I realised that I hadn't posted the presentations I was involved with at the European Conference on Information Literacy, so I'll do that this week. Firstly, there is the presentation given by me and Bill Johnston: Information Literacy, Threshold Concepts and Disciplinarity. I've given our abstract below the embedded presentation. In the third slide ("key strands") Bill and I also positioned ourselves within this field (that of British, Nordic and Australian educational research), from which the concept of Threshold Concepts emerged. We are educational researchers within this field, and have connections with some of these researchers.
Threshold Concepts (TCs) are significant in developing the Association of College and Research Libraries (ACRL) Framework for Information Literacy (ACRL, 2015), and this has stimulated discussion about using TCs in Information Literacy (IL). This paper: briefly summarises TCs; identifies key disciplinary and pedagogical anomalies in the approach to TCs in IL; presents proposals for exploring TCs in IL more holistically.
TCs emerged from research into characteristics of quality learning environments in UK higher education (Meyer & Land, 2003). TCs are described as transformative concepts within disciplines, enabling learners to conceive the subject in a new way, and experience possibilities for deeper disciplinary thinking and practice. Mayer & Land (2005) identify ways for educators to use TCs to facilitate “epistemological transitions, and ontological transformations” (Meyer & Land, 2005: 386). They note the danger of structuring teaching mechanistically, which might encourage mimicry rather than understanding; they also identified the value of variation as a teaching strategy. Åkerlind et al. (2014) have taken this further by combining phenomenography, variation theory and TCs.
We identify two anomalies in the way in which TCs have been developed for IL in a USA context. The first is in sidestepping the question of disciplinarity (as do Townsend et al. (2011). The studies which have inspired ACRL’s adoption of a TC approach have investigated the views of librarians teaching IL to learners of other subjects. This is different from identifying the TCs of a discipline, for learners aiming to think and practice in that discipline (the original, and usual, focus for TCs). Whilst Tucker et al (2014) have proposed TCs as valuable for the library and information curriculum, there has not been a study of IL TCs for people studying IL as a subject in its own right. The second anomaly is the way in which TCs are fixed generically within the ACRL framework (rather than more explicitly acknowledging that IL is experienced differently within different subject disciplines (Webber et al., 2005). Further, for understandable, pragmatic, reasons, there is evidence that they are being incorporated in reductive ways (e.g. Oakleaf, 2014), which may negate the transformative possibilities and lead to mimicry and surface learning.
We draw on experience in teaching IL as a subject to propose an approach to discovering and using TCs for IL education, which acknowledges that IL has its own epistemology and ontological reality (Johnston & Webber, 2006). This is elaborated with observations and reflections from an IL module, using an action research framework.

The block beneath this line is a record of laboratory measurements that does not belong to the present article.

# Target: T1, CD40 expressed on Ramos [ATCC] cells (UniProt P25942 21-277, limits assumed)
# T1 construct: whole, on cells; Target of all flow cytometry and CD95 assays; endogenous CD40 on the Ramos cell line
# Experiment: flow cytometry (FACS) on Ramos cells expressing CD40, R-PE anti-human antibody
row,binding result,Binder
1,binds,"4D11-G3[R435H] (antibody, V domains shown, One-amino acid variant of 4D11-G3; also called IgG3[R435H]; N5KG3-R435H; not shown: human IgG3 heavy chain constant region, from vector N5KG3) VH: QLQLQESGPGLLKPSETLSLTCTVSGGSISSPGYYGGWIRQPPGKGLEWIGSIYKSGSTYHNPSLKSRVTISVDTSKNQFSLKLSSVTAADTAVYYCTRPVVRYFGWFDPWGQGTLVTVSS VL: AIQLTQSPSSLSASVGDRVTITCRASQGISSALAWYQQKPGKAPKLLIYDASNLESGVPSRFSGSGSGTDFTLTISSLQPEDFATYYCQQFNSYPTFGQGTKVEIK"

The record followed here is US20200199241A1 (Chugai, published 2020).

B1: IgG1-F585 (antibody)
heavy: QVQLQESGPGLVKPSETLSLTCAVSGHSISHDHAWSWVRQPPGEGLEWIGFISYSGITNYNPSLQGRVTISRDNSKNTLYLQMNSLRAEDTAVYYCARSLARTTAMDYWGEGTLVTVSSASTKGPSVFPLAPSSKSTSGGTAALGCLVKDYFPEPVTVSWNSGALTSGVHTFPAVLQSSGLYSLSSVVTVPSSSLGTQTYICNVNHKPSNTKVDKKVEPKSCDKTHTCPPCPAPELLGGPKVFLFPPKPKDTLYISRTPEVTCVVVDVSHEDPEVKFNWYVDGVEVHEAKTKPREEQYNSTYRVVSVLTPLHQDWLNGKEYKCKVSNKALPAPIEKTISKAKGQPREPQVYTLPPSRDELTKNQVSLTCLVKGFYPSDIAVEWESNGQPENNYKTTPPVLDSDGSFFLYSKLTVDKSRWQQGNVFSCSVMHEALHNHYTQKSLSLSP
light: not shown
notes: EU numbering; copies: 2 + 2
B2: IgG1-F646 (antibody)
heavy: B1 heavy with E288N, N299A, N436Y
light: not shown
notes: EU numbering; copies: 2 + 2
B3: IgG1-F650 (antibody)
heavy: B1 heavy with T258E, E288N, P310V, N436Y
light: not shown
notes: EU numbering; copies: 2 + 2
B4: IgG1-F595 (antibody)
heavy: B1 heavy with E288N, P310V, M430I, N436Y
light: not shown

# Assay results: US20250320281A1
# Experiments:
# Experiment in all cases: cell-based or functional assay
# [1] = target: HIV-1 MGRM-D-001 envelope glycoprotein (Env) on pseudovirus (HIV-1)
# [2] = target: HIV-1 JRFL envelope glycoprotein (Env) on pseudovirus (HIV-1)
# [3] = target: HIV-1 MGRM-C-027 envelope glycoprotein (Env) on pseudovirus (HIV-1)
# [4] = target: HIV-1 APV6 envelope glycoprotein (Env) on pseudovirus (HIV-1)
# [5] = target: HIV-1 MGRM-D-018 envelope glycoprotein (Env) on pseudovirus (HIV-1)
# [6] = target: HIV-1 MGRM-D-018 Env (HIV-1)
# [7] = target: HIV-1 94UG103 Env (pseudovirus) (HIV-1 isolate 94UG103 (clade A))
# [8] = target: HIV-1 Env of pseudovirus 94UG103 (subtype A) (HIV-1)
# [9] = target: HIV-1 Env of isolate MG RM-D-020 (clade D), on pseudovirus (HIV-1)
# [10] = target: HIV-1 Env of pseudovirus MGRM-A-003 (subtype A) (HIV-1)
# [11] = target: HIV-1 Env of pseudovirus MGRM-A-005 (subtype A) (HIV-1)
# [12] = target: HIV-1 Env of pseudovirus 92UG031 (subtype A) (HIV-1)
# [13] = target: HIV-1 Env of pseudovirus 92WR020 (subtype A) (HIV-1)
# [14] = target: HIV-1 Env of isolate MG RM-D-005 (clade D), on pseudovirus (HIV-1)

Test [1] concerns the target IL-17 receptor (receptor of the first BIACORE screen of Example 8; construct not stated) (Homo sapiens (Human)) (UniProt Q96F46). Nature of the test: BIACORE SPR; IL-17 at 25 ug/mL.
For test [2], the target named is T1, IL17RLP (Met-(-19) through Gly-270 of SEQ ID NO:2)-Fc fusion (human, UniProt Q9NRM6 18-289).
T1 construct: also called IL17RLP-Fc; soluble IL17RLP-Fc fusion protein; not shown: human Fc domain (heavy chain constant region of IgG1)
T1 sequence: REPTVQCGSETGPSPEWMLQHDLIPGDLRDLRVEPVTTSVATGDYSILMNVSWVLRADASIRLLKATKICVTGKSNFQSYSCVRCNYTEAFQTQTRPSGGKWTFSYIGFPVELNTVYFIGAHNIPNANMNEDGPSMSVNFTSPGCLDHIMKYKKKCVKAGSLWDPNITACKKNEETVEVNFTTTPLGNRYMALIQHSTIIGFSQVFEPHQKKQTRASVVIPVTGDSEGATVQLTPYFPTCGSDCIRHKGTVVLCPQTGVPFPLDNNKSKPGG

Åkerlind, G., McKenzie, J. & Lupton, M. (2014). The potential of combining phenomenography, variation theory and threshold concepts to inform curriculum design in higher education. In J. Huisman, M. Tight (Eds.), Theory and Method in Higher Education Research II. (pp.227 – 247). Bingley, England: Emerald Group Publishing Limited.
Association of College and Research Libraries. (2015). Framework for information literacy for higher education. Retrieved February 15, 2016 from http://www.ala.org/acrl/standards/ilframework
Johnston, B. & Webber, S. (2006). As we may think: Information Literacy as a discipline for the information age. Research Strategies, 20(3), 108-121.
Meyer, J. & Land, R. (2003). Threshold concepts and troublesome knowledge 1: linkages to ways of thinking and practicing. In C. Rust (Ed), Improving student learning: ten years on. Oxford, England: Oxford Centre for Staff and Learning Development.
Meyer, J. & Land, R. (2005). Threshold concepts and troublesome knowledge (2): epistemological considerations and a conceptual framework for teaching and learning. Higher Education, 49(3), 373-388.
Oakleaf, M. (2014). A roadmap for assessing student learning using the new framework for information literacy for higher education. The Journal of Academic Librarianship, 5(40), 510-514.
Townsend, L., Brunetti, K. and Hofer, A., (2011). Threshold concepts and information literacy. Portal: Libraries and the Academy, 11 (3), 853-869.
Tucker, V., Weedman, J., Bruce, C. & Edwards, S. (2014). Learning portals: analyzing threshold concept theory for LIS education. Journal of Education for Library and Information Science, 55(2), 150-165.
Webber, S., Boon, S. & Johnston, B. (2005). A comparison of UK academics’ conceptions of information literacy in two disciplines: English and Marketing. Library and Information Research, 29(93), 4-15.